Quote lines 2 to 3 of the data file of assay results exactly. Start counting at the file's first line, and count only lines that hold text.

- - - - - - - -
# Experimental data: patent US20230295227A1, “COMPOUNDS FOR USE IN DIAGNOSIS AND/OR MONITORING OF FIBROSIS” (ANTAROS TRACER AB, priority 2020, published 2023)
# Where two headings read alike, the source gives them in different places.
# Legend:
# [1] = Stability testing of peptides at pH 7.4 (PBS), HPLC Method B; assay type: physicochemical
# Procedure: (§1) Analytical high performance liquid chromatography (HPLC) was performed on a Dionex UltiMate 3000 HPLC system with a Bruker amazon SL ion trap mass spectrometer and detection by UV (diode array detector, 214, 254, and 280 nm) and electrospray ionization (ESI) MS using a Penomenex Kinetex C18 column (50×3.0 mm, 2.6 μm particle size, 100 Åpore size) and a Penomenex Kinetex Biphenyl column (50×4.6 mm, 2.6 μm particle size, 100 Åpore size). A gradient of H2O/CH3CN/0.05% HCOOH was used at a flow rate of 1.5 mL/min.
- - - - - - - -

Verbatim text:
# Where two headings read alike, the source gives them in different places.
# Legend: